This document describes the research interests of Professor John R. Mattox in sustainability, and renewable energy. Last updated 3/16/17.

Mattox is an Adjunct Professor in the Department of Electrical and Computer Engineering at NCSU, and a Professor in the Department of Chemistry and Physics at Fayetteville State University, a UNC campus in Fayetteville, NC.

Mattox did research in astrophysics beginning in 1986. Here is bibliography of over 100 publications in astrophysics for which Mattox is an author or co-author. In 2008, motivated by the imminent climate and energy problems that humanity faces, Mattox began to do research in sustainability.

In 2009, Mattox initiated a collaboration between FSU and the FREEDM Systems Center at NCSU, an NSF supported Engineering Research Center that is developing concepts and technology to create a smart-grid. He has been appointed to be FSU’s contact for the FSU- FREEDM collaboration.


Mattox’s interests include:

Use of BSFL to process organic waste.

Digital electricity.

World energy supply and the ramifications of a plateau in conventional petroleum production.

Innovation in energy efficiency and conservation.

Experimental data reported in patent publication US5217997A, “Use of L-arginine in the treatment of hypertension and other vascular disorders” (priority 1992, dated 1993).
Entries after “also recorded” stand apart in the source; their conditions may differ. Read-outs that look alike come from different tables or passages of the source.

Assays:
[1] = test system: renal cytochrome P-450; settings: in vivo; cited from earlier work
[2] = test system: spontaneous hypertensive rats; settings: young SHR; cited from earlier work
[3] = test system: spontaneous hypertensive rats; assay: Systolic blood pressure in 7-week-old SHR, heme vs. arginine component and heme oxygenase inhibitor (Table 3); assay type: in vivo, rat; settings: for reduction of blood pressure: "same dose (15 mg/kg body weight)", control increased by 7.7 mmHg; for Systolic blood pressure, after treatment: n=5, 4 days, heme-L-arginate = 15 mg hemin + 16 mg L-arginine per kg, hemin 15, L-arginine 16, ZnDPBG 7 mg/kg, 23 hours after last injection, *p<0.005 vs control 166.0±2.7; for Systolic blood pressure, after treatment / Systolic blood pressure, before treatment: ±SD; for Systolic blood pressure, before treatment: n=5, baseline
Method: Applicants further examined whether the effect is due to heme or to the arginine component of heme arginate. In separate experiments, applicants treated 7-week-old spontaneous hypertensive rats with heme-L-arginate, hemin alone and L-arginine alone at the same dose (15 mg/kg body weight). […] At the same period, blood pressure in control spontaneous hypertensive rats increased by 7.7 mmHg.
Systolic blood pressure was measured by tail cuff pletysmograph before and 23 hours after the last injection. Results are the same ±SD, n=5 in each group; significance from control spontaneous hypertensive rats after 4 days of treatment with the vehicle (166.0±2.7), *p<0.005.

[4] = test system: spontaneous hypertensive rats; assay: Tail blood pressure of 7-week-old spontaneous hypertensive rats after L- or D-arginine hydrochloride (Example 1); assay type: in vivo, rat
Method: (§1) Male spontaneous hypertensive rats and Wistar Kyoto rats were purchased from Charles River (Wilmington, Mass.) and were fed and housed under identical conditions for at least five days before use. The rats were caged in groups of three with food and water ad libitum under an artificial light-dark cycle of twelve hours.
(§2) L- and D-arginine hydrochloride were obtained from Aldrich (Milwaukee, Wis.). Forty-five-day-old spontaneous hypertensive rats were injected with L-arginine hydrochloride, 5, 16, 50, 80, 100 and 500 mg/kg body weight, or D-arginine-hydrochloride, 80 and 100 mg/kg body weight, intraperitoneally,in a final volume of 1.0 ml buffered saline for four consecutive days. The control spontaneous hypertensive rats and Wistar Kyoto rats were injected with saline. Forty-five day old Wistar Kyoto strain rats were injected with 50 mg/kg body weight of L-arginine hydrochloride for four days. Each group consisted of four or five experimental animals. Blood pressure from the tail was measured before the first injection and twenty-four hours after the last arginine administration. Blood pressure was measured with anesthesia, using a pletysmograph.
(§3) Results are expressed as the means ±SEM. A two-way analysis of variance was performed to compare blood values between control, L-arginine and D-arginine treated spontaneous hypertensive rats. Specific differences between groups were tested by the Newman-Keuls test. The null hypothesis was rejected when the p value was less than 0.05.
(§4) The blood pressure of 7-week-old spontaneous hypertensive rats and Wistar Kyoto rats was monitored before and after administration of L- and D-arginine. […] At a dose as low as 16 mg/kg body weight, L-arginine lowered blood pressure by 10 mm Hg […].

Improving the energy efficiency of thermal management in the built environment.

Research on the electrification of transportation – and the utilization of solar power for this.

Research on the collection and utilization of solar heat (for purposes such as domestic hot water).

Research on the extraction of bio-gas from waste organic matter through anerobic digestion. The methane thus produced can power a fuel cell (or Brayton or Rankin cycle turbines, or a reciprocating engine; possibly in the context of a combined heat and power (CHP) application) – or perhaps more appropriately, bio-gas for cooking in a farmhouse kitchen.

Mattox also conducts research in climate change, climate change mitigation, climate change education, and energy education.


He has also worked on:

The problem of sulfation in lead acid storage batteries used for storage of photo-electric power in a mountain cabin – here is a 2009 poster on this.

Potential opportunities for new or enhanced hydroelectric power generation.

Here is a presentation entitled, Energy and the Future of Humanity given at the Recyclique in Durham, NC, on 10/5/12.

Mattox wrote FSU’s report on global warming in 2008 in response to a request from Marc Basnight, President pro tempore of the NC Senate, that each UNC Campus report on this topic.

Here is his energy blog.

You may contact Professor Mattox regarding potential consulting or speaking engagements by phone (910-672-1652), or e-mail (jmattox@uncfsu.edu).